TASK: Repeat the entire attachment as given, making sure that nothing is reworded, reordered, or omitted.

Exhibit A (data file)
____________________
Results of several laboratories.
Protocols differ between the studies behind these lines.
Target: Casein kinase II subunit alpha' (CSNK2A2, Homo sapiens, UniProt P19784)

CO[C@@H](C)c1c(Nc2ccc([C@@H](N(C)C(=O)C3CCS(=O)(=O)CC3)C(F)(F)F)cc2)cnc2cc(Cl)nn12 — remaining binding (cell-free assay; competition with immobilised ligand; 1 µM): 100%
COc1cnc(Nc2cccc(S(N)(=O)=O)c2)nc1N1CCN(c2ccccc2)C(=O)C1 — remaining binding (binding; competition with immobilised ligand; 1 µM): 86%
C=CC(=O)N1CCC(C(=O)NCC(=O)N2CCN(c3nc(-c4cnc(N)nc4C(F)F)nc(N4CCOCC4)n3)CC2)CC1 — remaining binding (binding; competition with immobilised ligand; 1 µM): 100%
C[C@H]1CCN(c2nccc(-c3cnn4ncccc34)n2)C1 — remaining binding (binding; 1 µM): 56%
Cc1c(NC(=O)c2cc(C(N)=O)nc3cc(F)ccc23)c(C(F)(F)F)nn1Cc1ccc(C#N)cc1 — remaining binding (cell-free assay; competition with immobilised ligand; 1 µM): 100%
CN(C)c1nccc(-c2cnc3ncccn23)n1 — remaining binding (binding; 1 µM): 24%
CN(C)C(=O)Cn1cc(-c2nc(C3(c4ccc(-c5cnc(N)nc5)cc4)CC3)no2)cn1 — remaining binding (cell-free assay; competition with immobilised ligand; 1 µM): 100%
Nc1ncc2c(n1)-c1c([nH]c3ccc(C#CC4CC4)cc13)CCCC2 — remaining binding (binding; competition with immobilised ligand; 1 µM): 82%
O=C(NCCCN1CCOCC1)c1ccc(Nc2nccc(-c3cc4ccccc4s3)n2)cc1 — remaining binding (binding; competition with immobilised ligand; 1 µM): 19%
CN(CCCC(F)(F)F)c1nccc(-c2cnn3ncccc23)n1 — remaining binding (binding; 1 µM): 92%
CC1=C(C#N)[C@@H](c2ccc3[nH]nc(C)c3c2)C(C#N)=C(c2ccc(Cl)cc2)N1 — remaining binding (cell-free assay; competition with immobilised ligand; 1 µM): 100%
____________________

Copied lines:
Results of several laboratories.
Protocols differ between the studies behind these lines.
Target: Casein kinase II subunit alpha' (CSNK2A2, Homo sapiens, UniProt P19784)

CO[C@@H](C)c1c(Nc2ccc([C@@H](N(C)C(=O)C3CCS(=O)(=O)CC3)C(F)(F)F)cc2)cnc2cc(Cl)nn12 — remaining binding (cell-free assay; competition with immobilised ligand; 1 µM): 100%
COc1cnc(Nc2cccc(S(N)(=O)=O)c2)nc1N1CCN(c2ccccc2)C(=O)C1 — remaining binding (binding; competition with immobilised ligand; 1 µM): 86%
C=CC(=O)N1CCC(C(=O)NCC(=O)N2CCN(c3nc(-c4cnc(N)nc4C(F)F)nc(N4CCOCC4)n3)CC2)CC1 — remaining binding (binding; competition with immobilised ligand; 1 µM): 100%
C[C@H]1CCN(c2nccc(-c3cnn4ncccc34)n2)C1 — remaining binding (binding; 1 µM): 56%
Cc1c(NC(=O)c2cc(C(N)=O)nc3cc(F)ccc23)c(C(F)(F)F)nn1Cc1ccc(C#N)cc1 — remaining binding (cell-free assay; competition with immobilised ligand; 1 µM): 100%
CN(C)c1nccc(-c2cnc3ncccn23)n1 — remaining binding (binding; 1 µM): 24%
CN(C)C(=O)Cn1cc(-c2nc(C3(c4ccc(-c5cnc(N)nc5)cc4)CC3)no2)cn1 — remaining binding (cell-free assay; competition with immobilised ligand; 1 µM): 100%
Nc1ncc2c(n1)-c1c([nH]c3ccc(C#CC4CC4)cc13)CCCC2 — remaining binding (binding; competition with immobilised ligand; 1 µM): 82%
O=C(NCCCN1CCOCC1)c1ccc(Nc2nccc(-c3cc4ccccc4s3)n2)cc1 — remaining binding (binding; competition with immobilised ligand; 1 µM): 19%
CN(CCCC(F)(F)F)c1nccc(-c2cnn3ncccc23)n1 — remaining binding (binding; 1 µM): 92%
CC1=C(C#N)[C@@H](c2ccc3[nH]nc(C)c3c2)C(C#N)=C(c2ccc(Cl)cc2)N1 — remaining binding (cell-free assay; competition with immobilised ligand; 1 µM): 100%